Photo Credit Buck Forester
The Dangers of Kayaking in Cold Water
Hypothermia is a drop in body temperature, usually caused by prolonged exposure to cold temperatures. The risk of cold exposure increases as the winter months arrive, but if you're exposed to cold temperatures capsized on a summer day, you can also be at risk of hypothermia. Hypothermia is defined as body core temperature below 35°C (normal body temperature is 37°C).The body loses heat in water 25 – 30 times faster than in air. Hypothermia can kill even after the victim has been rescued from the water. However many people who die from cold water immersion do not die of core hypothermia. Many die before this has had a chance to fully take effect from cold shock.
Cold water shock is a leading cause of death that many people fail to appreciate. One of the authors of "Essentials of Sea Survival", Professor Mike Tipton, is quoted as saying "if you are lucky enough to survive long enough to die of hypothermia, you have done very well; most die in the first minute of immersion".
In cold water conditions, the effort involved in righting your kayak will accelerate hypothermia and substantially reduce your survival time. By the time you upright your kayak, your chances of being able to climb into the kayak, will be hindered by reduced grip strength and limb stiffness. It may be better instead to just pull yourself onto the hull to get as much of your body out of the water. The most important priority is to get as much of your body as you can out of the water as quickly as possible, and then to cover your head, which accounts for 50% of body heat loss.
"If you are wearing a Personal Flotation Device (PFD) then you will probably be able to adopt the Heat Escape Lessening Posture (HELP) – basically the “fetal position” – cross your arms across your chest, keeping the elbows close to your sides, and then draw the knees up to the chest. This gives added protection to the body areas of high heat loss i.e. armpits, groin and chest. If you are not wearing a PFD then you have no choice but to tread water. However, this markedly decreases survival time by up to 50%. You must avoid all unnecessary movement. " shares Jane Blockley author of, Cold Water: How to Increase Your Chance of Survival.
Jane recommends. "to reserve your energy by not tyring to right the kayak if you are able to just climb onto the upturned hull – that is unless you are certain of very quick success. In cold conditions the effort involved will be huge and will use precious energy and promote body heat loss. Having succeeded you will then need enough energy left to climb back into the kayak, and by this time your hands and arms and legs will be numb.". The decision to swim for self rescue must be the last resort, as this is the least likely to end successfully. Swimming or treading water will greatly increase heat loss and can shorten survival time by more than 50%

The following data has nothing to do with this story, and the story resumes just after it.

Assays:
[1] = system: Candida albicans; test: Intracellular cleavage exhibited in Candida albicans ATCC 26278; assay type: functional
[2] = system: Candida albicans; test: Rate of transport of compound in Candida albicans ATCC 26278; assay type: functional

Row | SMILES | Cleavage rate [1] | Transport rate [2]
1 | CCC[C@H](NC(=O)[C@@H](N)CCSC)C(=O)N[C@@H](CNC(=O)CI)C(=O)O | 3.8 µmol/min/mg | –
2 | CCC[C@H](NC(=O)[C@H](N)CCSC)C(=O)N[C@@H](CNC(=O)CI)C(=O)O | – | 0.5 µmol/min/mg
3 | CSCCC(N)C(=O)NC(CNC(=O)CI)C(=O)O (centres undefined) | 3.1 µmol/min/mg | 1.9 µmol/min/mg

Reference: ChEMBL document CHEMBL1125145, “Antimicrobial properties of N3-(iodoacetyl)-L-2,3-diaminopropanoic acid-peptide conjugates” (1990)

Cold water paddling requires proper clothing.
Paddlers who are immersed in cold water lose body heat four to five times faster than when in air of the same temperature. Such rapid heat loss can lead to cold shock, cold incapacitation, hypothermia, and death.
What to Wear to Keep Warm While Kayaking in Cold Water
When do you need to wear your cold-water gear? When both the water temperature and the air temperature are below 70°F National Oceanographic Data Center Coastal Water Temperature Table
Water Temperature is:
55 – 59 degrees F wear a wet or dry suit.
45 – 54 degrees F a dry suit is recommended.
Below 45 degrees F a dry suit is strongly recommended.
A wetsuit is a neoprene garment that traps a thin layer of water between itself and your skin and reduces the circulation of this water.
A dry suit is a waterproof garment with latex gaskets at all openings (ankles, wrists, and neck) to keep out all water. No water circulates across your skin during immersion, and the insulating layers worn under the suit decrease heat loss to the water. Because dry suits are made of breathable materials, they trap less sweat inside the garment than traditional, non-breathable fabrics like urethane-coated nylon.
When dressing for cold water paddling you want to wear layers that can be added and removed to adjust your clothing to the changing outdoor temperature. All clothing you choose should retain very little water if it gets wet; otherwise you lose a tremendous amount of body heat warming the water in your clothes. For this reason, clothing made of cotton should never be worn while kayaking.
Your hands can easily become cold when kayaking in chilly weather. Neoprene gloves protect your hands, but can hold water and reduce your grip on the paddle shaft.
Waterproof hats will keep your head warm and dry in rain or spray.
Neoprene booties are the preferred footwear when the water is cold.
You often don't die by drowning by falling in the water; you die by immersion in frigid water. Many of the fatal kayaking accidents occur in the "out-of-season" months when the water is cold. Cold water robs the body's heat 32 times faster than cold air. The colder the water, the more dangerous immersion becomes, so be aware of this increased risk, take precautions and dress accordingly.